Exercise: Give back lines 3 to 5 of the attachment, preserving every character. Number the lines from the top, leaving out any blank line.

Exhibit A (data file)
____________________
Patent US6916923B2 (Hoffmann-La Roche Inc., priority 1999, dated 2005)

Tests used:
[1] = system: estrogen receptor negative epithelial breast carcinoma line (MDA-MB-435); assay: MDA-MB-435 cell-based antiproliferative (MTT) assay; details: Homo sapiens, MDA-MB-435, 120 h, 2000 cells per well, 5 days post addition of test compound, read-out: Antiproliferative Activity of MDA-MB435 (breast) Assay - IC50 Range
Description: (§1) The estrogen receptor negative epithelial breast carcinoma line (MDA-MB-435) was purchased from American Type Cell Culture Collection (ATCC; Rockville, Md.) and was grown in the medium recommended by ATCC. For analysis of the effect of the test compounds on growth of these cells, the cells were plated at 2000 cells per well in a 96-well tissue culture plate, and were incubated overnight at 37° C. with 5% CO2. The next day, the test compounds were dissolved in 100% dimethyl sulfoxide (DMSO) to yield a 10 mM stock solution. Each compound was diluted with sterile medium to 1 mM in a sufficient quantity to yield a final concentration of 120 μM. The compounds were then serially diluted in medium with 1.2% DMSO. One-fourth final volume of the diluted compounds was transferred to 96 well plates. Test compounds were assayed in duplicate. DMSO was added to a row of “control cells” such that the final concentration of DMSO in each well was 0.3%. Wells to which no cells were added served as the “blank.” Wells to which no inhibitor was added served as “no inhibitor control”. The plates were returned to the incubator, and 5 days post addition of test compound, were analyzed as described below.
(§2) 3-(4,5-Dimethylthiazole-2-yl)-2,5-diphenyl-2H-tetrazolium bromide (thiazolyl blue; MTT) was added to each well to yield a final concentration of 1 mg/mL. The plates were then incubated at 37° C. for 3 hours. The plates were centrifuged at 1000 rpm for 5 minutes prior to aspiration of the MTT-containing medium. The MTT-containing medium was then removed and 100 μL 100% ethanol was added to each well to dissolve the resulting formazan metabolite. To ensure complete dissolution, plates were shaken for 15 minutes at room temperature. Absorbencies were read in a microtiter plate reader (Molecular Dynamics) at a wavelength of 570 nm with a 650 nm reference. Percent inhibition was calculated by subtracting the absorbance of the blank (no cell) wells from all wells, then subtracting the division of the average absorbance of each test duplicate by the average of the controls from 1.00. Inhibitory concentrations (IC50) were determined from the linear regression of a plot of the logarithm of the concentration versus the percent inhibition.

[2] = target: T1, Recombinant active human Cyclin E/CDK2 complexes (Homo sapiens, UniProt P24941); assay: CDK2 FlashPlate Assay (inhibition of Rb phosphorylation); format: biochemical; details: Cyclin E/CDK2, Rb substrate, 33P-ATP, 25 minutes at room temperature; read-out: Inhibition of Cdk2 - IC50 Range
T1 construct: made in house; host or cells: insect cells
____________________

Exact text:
[1] = system: estrogen receptor negative epithelial breast carcinoma line (MDA-MB-435); assay: MDA-MB-435 cell-based antiproliferative (MTT) assay; details: Homo sapiens, MDA-MB-435, 120 h, 2000 cells per well, 5 days post addition of test compound, read-out: Antiproliferative Activity of MDA-MB435 (breast) Assay - IC50 Range
Description: (§1) The estrogen receptor negative epithelial breast carcinoma line (MDA-MB-435) was purchased from American Type Cell Culture Collection (ATCC; Rockville, Md.) and was grown in the medium recommended by ATCC. For analysis of the effect of the test compounds on growth of these cells, the cells were plated at 2000 cells per well in a 96-well tissue culture plate, and were incubated overnight at 37° C. with 5% CO2. The next day, the test compounds were dissolved in 100% dimethyl sulfoxide (DMSO) to yield a 10 mM stock solution. Each compound was diluted with sterile medium to 1 mM in a sufficient quantity to yield a final concentration of 120 μM. The compounds were then serially diluted in medium with 1.2% DMSO. One-fourth final volume of the diluted compounds was transferred to 96 well plates. Test compounds were assayed in duplicate. DMSO was added to a row of “control cells” such that the final concentration of DMSO in each well was 0.3%. Wells to which no cells were added served as the “blank.” Wells to which no inhibitor was added served as “no inhibitor control”. The plates were returned to the incubator, and 5 days post addition of test compound, were analyzed as described below.
(§2) 3-(4,5-Dimethylthiazole-2-yl)-2,5-diphenyl-2H-tetrazolium bromide (thiazolyl blue; MTT) was added to each well to yield a final concentration of 1 mg/mL. The plates were then incubated at 37° C. for 3 hours. The plates were centrifuged at 1000 rpm for 5 minutes prior to aspiration of the MTT-containing medium. The MTT-containing medium was then removed and 100 μL 100% ethanol was added to each well to dissolve the resulting formazan metabolite. To ensure complete dissolution, plates were shaken for 15 minutes at room temperature. Absorbencies were read in a microtiter plate reader (Molecular Dynamics) at a wavelength of 570 nm with a 650 nm reference. Percent inhibition was calculated by subtracting the absorbance of the blank (no cell) wells from all wells, then subtracting the division of the average absorbance of each test duplicate by the average of the controls from 1.00. Inhibitory concentrations (IC50) were determined from the linear regression of a plot of the logarithm of the concentration versus the percent inhibition.